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ItemIvermectin-based mass drug administration for the serious bacterial complications of scabiesThean, Li Jun ( 2022)Scabies is a skin disease caused by the mite Sarcoptes scabiei var. hominis, which is especially prevalent in populations experiencing overcrowding and poverty. Recognised as a neglected tropical disease by the World Health Organization in 2017, scabies is characterised through skin lesions and intense itch. The host is made vulnerable to secondary bacterial infection through skin breaches, scratching and inhibition of the complement system via mite secretions. Bacterial infection predominantly caused by Staphylococcus aureus and/or Group A Streptococcus most commonly manifesting as impetigo can complicate scabies. Impetigo can progress to more complicated skin and soft tissue infection, invasive bacterial infection and post streptococcal sequelae which cause significant morbidity and mortality. Previous studies in the Pacific Islands, including in Fiji, demonstrated that ivermectin-based mass drug administration substantially reduces scabies prevalence by approximately 90%, and leads to a concomitant reduction in impetigo prevalence by 60% to 70%. The focus of this thesis was to determine if ivermectin-based mass drug administration also leads to a reduction in the more serious bacterial complications of scabies. The studies and intervention described in this thesis take place in Fiji’s Northern Division (population ~131,914 in 2017). Four studies are reported in the thesis. The first study investigated the burden of hospitalisations for skin and soft tissue infections using prospective surveillance at the referral hospital of the Northern Division, and found a very high population incidence of 647 admissions per 100,000 person-years (95% CI 571-660). The second study investigated the burden of invasive infections caused by S. aureus and group A Streptococcus, using prospective surveillance also at the referral hospital, and found a high incidence at 45.2 and 12.3 per 100,000 person-years, respectively. The third study investigated the incidence of primary healthcare presentations for scabies and skin and soft tissue infections using a prospective surveillance system established at all primary healthcare facilities in the Northern Division, and found that there were 13,736 presentations over 50 weeks, equivalent to a population incidence of 108 presentations per 1000 person-years. The final major study investigated the impact of ivermectin-based mass drug administration on the bacterial complications of scabies. Ivermectin-based mass drug administration was deployed across the whole of the Northern Division. Coverage of mass drug administration was high – with the first dose achieving 97% and the second dose 87% coverage. The primary outcome measure was the annual incidence of hospitalisations for skin and soft tissue infections, with the study finding that the incidence declined significantly by 17% in the year after mass drug administration (from 467 to 388 per 100,000, incidence rate ratio 0.83 95% confidence intervals 0.74% to 0.94%). This finding was supported by a reduction in the annual incidence of primary healthcare presentations by 21%, and by a reduction in scabies and impetigo prevalence by 29% and 60% respectively. There was no decrease in the incidence of invasive infections and post streptococcal sequelae. Overall, this thesis demonstrates that scabies control through mass drug administration can lead to a reduction in the incidence of bacterial skin and soft tissue infections, measured as a fall in healthcare utilisation and community prevalence. These results are encouraging and provide further evidence of the broader benefits of scabies control via mass drug administration. In settings where scabies is endemic and where resources are limited and health priorities compete, this thesis highlights the underestimated burden of scabies and strengthens the case for policy targeting control of this neglected tropical disease.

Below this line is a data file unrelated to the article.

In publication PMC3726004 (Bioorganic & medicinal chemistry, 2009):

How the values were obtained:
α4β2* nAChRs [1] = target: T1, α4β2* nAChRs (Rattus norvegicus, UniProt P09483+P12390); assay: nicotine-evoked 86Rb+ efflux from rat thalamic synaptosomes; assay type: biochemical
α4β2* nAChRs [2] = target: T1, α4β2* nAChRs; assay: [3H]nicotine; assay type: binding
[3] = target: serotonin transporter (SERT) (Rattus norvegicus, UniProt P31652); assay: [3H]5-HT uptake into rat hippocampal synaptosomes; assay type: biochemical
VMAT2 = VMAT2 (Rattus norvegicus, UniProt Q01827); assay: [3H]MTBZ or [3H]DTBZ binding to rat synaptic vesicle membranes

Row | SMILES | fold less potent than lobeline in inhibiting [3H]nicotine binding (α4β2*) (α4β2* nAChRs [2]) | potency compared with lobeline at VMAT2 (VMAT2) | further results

ItemEarly life oral exposures as risk factors for food allergy and the impact of infant feeding guidelinesSoriano Harris, Victoria Ximena ( 2021)Food allergy is a severe immune reaction affecting around 10% of infants. The recent rise in food allergy is a growing public health concern. Susceptibility to food allergy is affected by environmental exposures that affect infant gut immunity, including oral food and microbial exposures. Changes in infant feeding guidelines recommending introduction of allergenic foods in the first year were the first public health measure introduced specifically to prevent food allergy. I aimed to evaluate their impact on timing of allergenic food introduction and prevalence of food allergy, as well as investigating oral microbial exposure as a potential food allergy risk factor. The effect of 2016 updates to infant feeding guidelines on food allergy was evaluated using two large population-based cross-sectional studies (n=5,300 and n=1,933) that recruited 12-month-old infants in Melbourne, Australia 10-years apart (2007-2011 and 2018-2019) to study allergenic food introduction and peanut allergy. Microbial exposure was investigated in relation to food allergy using data from a cohort study (n=1,072) based in south-east Australia which measured pacifier cleaning methods in the first year of life. Data were analyzed using multivariable logistic regression models and direct standardization. Regression models were adjusted for known food allergy risk factors, depending on the exposure. An overview of systematic reviews searched systematic reviews in four databases to examine age of complementary feeding in relation to other health outcomes. These studies are the first report that peanut introduction by 12 months of age (inclusive) in the population increased (88% in 2018-2019 vs 28% in 2007-2011) following the implementation of 2016 infant feeding guidelines. Despite this massive shift, peanut allergy prevalence did not decrease as much as expected (3.1% to 2.6%). However, the increase in peanut introduction seems to have halted the rise of peanut allergy in one-year-old infants. The systematic review found 27 reviews on age of complementary or allergenic food introduction on multiple outcomes. There was no evidence of a detrimental effect on other health outcomes of the recommended introduction of solids and allergenic foods starting around 6 months of age, though solids introduced earlier than 4 months could increase the risk of overweight. Furthermore, sanitization of infant pacifier with antiseptics at 6 months of age increased the risk of food allergy at age one, possibly an effect of the chemicals on oral or gut microbiome. An increase in early introduction following 2016 guideline changes has halted the overall rise in peanut allergy. Nevertheless, peanut allergy is still high in Melbourne, thus additional prevention strategies are required. Reassuringly, other health outcomes are not risked by the recommended age of allergenic food introduction. The findings on cleaning pacifiers with antiseptics suggests that suggests microbial exposure can protect against food allergy. This warrants further interventional studies to determine if microbial exposures could prevent food allergy. Moreover, early life risk factors, prior to food introduction, need to be explored further.